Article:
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2013 Toyota Corolla CE Review – Passionately Uneventful

2013 Toyota Corolla Barcelona red side view

It doesn’t take long to develop a theory that could explain why Toyota is dropping 2013 Corollas on the driveways of car reviewers. From Autofocus to Wildsau to Driving, the outgoing Corolla has made the rounds only weeks before the all-new 2014 Corolla becomes widely stocked at Toyota dealers across Canada.

Toyota’s goal, so the theory goes, is to have us review the current Corolla, and kvetch. Then we’ll review the next Corolla, and we’ll be overcome by its vast improvements.

But the Corolla isn’t operating in a world of its own.

Honda introduced a new Civic right around the time Toyota last refreshed the Corolla. Since then, Honda has introduced another new Civic and thoroughly updated that car. We’ve seen new small sedans from Chevrolet, Dodge, Ford, Hyundai, Kia, Mazda, Nissan, Subaru, and Volkswagen. And yet, despite poor reviews from the automotive press and insults in GoodCarBadCar’s Bad 8, the Toyota Corolla continues to be one of the best-selling cars in North America.


To the thousands of consumers who buy Corollas each month, this Toyota may be the best car in the world, dollar for dollar, pound for pound, Consumer Reports dot for Consumer Reports dot.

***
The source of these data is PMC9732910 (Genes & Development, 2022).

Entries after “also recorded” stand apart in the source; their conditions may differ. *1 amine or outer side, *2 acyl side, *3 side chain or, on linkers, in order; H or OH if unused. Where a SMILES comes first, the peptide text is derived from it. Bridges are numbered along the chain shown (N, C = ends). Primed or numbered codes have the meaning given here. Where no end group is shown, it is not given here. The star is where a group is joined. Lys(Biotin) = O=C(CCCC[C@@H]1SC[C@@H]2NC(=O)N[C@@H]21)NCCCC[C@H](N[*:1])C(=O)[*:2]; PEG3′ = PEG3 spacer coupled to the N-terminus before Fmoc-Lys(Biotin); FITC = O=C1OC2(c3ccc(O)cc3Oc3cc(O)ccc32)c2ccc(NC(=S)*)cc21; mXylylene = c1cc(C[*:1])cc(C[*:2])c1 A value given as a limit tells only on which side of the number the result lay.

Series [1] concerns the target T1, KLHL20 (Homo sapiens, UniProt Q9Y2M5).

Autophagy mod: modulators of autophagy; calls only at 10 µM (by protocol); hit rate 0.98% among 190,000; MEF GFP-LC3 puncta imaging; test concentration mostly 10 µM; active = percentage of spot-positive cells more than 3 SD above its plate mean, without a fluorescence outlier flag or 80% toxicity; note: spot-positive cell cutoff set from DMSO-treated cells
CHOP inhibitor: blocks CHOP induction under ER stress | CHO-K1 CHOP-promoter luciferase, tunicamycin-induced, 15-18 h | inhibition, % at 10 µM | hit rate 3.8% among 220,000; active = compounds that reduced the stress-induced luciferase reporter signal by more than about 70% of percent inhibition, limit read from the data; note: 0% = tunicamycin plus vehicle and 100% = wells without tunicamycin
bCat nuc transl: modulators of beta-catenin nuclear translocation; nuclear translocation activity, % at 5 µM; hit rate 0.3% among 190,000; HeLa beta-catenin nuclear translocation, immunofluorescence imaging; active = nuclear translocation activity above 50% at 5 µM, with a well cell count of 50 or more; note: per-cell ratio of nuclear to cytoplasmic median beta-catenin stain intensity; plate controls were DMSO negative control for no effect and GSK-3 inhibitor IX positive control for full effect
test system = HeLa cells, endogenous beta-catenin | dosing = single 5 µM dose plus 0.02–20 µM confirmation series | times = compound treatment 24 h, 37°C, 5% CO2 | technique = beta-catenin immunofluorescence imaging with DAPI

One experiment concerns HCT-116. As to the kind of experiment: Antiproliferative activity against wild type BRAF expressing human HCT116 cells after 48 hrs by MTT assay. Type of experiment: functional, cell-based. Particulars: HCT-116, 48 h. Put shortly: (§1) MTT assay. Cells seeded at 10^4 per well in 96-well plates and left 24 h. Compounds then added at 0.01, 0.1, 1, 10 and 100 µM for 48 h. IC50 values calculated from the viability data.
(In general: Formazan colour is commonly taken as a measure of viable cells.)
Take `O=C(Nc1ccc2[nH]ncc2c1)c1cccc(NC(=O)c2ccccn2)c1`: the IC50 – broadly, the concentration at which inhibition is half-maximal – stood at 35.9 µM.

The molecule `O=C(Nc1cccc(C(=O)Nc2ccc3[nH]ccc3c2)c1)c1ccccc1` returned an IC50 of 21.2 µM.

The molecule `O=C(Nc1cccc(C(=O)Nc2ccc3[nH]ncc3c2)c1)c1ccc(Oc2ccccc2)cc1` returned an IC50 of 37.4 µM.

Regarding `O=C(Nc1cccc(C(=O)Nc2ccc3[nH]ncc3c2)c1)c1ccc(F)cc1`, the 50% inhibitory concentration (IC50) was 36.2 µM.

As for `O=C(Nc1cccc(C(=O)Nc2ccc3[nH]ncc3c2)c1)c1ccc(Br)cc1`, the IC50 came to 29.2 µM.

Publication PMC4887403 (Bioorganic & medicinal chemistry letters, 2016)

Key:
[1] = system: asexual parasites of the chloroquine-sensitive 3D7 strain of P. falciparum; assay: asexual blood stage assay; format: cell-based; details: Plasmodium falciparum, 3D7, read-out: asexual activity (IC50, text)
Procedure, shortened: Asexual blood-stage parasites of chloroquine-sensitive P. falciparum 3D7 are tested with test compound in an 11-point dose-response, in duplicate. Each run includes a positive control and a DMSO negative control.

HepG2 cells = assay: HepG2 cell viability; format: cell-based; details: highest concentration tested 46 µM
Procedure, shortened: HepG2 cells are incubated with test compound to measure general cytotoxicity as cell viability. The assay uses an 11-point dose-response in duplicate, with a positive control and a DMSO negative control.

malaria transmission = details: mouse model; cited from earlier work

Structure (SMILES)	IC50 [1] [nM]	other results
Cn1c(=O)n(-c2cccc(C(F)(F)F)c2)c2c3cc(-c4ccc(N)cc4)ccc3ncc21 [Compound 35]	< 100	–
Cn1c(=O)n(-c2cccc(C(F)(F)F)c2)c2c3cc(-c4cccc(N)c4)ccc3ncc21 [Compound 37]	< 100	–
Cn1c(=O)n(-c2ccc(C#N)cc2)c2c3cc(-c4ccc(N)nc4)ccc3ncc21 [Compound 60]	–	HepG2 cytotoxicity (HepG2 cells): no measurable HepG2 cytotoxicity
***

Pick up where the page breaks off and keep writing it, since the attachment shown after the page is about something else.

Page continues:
Oh, sure, the counter-argument has more than enough prongs for you to formulate an argument. Competitors offer more power, more space, better fuel economy, more innovation, and less of a “Senior Citizens Only” image.

Presumably, the new 2014 Toyota Corolla will be a better car. Moreover, it’s not hard to believe that most, if not all, of the 2013 Corolla’s rivals are superior compact cars.

Still, Corolla buyers haven’t been waiting for the ’14, thousands more prospective Corolla buyers won’t wait for the ’14, and thousands more won’t simply opt for an Elantra, Civic, or Mazda 3. Here, one by one, are eight reasons why they’re buying this Corolla.

#8: I haven’t resisted the urge to complain about the Corolla CE before, but last week’s test car wasn’t actually a base Corolla. Nor is it one rung up from the base CE model. This car featured the Enhanced Convenience Package, which includes the features modern Canadian car buyers feel they need: air conditioning, power windows and mirrors and locks with keyless entry, Bluetooth, cruise control, heated seats, and bless their souls, four body-coloured door handles. 

2013 Toyota Corolla front angle barcelona red

Those four last bits make a huge difference, allowing you to feel like you’re not walking up to an economy car from 1997. And the feature load makes sure you didn’t just spend $20,717 tax-in dollars on a depreciating “asset” that didn’t have power windows or power locks or cold air.